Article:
Print Columns   |   Web Chats   |   Blog Archives   |  

End of the World, Part 6574: Killer Fire Ants

In our continuing series on animals that seek to destroy us, I am pleased to present the killer fire ant, now making its home in Virginia.

My favorite quote from a victim of these critters: "The way they bite, you would think they were the size of an alligator," said Carl Lohafer, a Virginia Beach resident who discovered colonies in his yard two years ago. "It was like a hot poker jabbing you."

Now a Virginia Beach man has been killed by the killer ants.

Of course, this being a critter-loving country, there are folks who love killer ants, just as every time I write about killer deer, I am besieged with letters from Bambi-lovers. In this case, we have a Florida myrmecologist (guy who studies ants) who somehow got Harvard University Press to publish his 723-page ode to the killer ant. (Cancel the "somehow" in that last sentence; this is what these people do. Publish or perish and all that. Next big scare: Killer university presses.)

I think we can all agree that killer bees were more amusing, and it's probably worth noting that three decades after the big killer bee scare, a great many of us are still alive. (John Belushi, however, is not.)

But killer ants are coming your way. The end is nigh. More duct tape, please.

By Marc Fisher |  October 2, 2006; 7:41 AM ET
Previous: Rumblings of Change at Rev. Moon's Paper | Next: George Allen's Seven Measly Words

Comments

Please email us to report offensive comments.



I read somewhere that fire ant colonies can be destroyed by spreading a can of instant grits near the nest. The workers carry them back to the nest and any ant which eats them is killed when the grits expand.

Posted by: none | October 2, 2006 10:50 AM

2,153,056: Total attendance this season at RFK Stadium in 2006, an average of 25,581 per game - or precisely one fan fewer per game than the Baltimore Orioles drew this season.

Posted by: Orioles beat Nats! | October 2, 2006 11:40 AM

Grits, huh? They are a pretty nasty food item. I hope the ants doesn't bit Marc and cause all of his hair to fall out. Tee-hee!

Posted by: WB | October 2, 2006 5:59 PM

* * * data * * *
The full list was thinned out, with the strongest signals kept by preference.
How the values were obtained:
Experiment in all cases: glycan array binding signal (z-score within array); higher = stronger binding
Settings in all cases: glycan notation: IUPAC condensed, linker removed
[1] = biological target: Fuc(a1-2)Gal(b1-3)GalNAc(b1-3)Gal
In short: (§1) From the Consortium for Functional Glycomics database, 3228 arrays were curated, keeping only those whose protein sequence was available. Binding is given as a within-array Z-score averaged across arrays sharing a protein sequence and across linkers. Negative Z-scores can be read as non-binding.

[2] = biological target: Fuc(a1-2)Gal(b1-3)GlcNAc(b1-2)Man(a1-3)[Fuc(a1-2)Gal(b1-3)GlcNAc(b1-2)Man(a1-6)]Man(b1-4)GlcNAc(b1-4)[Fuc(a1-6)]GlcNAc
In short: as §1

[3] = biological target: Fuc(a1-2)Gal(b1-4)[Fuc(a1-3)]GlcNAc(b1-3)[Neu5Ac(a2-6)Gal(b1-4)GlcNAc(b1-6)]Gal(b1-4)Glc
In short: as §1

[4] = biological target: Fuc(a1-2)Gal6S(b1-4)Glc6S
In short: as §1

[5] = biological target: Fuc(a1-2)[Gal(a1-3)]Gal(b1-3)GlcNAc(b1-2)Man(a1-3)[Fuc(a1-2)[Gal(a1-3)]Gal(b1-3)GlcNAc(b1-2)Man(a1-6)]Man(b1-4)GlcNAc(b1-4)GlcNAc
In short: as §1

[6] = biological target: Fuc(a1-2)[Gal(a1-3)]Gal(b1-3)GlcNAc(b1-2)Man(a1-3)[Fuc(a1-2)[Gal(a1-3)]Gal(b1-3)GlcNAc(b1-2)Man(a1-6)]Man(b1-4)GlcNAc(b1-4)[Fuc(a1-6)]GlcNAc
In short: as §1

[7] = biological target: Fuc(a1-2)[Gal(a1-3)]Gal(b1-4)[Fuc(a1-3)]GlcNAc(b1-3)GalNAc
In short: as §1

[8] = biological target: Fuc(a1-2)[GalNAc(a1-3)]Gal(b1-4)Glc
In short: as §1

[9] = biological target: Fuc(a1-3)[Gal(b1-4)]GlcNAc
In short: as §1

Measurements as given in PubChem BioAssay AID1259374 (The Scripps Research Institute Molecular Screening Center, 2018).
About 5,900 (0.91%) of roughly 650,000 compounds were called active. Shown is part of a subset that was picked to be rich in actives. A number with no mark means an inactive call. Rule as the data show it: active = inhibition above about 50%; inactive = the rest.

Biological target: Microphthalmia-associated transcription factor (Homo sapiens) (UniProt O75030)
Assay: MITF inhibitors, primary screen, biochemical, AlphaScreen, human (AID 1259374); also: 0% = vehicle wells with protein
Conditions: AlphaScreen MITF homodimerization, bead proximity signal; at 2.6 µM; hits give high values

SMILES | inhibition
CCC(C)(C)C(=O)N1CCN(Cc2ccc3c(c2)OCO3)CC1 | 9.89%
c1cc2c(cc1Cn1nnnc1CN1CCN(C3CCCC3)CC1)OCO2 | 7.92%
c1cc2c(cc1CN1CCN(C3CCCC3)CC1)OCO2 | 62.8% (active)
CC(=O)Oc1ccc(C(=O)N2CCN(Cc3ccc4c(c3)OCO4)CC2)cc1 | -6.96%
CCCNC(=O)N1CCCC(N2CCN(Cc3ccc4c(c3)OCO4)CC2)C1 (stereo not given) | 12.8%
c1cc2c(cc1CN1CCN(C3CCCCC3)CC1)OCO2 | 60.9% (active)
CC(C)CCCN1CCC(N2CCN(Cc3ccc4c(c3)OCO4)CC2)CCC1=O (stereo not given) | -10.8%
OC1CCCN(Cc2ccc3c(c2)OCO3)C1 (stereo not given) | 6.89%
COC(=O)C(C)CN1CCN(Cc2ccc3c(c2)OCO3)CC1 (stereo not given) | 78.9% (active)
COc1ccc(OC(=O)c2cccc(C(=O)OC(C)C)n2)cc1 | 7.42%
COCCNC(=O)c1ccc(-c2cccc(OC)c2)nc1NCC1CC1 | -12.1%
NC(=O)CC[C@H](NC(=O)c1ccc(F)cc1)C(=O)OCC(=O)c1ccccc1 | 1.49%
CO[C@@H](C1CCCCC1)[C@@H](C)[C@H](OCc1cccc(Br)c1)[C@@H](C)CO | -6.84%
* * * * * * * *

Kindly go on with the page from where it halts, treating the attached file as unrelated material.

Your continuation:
Grits, huh? They are a pretty nasty food item. I hope the ants doesn't bite Marc and cause all of his hair to fall out. Tee-hee!

Posted by: WB | October 2, 2006 5:59 PM

Grits, huh? They are a pretty nasty food item. I hope the ants doesn't bite Marc and cause all of his hair to fall out. Tee-hee!

Posted by: WB | October 2, 2006 6:00 PM

Sorry. Didn't mean to post three times. I thought my computer was freezing up (again). Gotta love technology!

Posted by: WB | October 2, 2006 7:29 PM

I have a copy of that book, Walter Tschinkel's The Fire Ants, on my shelf, right here in my office. I'll probably never get around to reading it, but I do like the cover art. (I love ants in theory, but I put my barefoot in a clump of fire ants once, and it was not a happy experience.)

Posted by: h3 | October 2, 2006 9:10 PM

Fire ant bites feel like white hot needles. Living in Tanzania we sometimes let our guard down and walked through high grass. If the ants lurked there they would sneakily crawl up legs looking for soft flesh. Once on a quick shortcut to my daughter's school assembly we were ambushed by ants.

You have never seen pants dropped so suddenly! And they can't be brushed off.They must be pulled out of your flesh one x one. What a hilarious sight. Since we were moving there was no real danger. Just searing pain.

When in formation they can swarm into a house and really apply a great cleaning! They scour every nook and cranny. But best to get out of their way. When finished, they leave.

Posted by: Tashi | October 3, 2006 10:40 AM

I didn't know about fire ants until I spent a week at a vacation cottage in central Florida. I made the mistake of standing on a dirt patch while wearing beach sandals. I grew up in the Midwest and in rural Maryland, and we thought nothing of playing outside in bare feet. How prevalent are fire ants in the US?

Posted by: Tonio | October 5, 2006 10:03 AM

The comments to this entry are closed.

 
 

© 2010 The Washington Post Company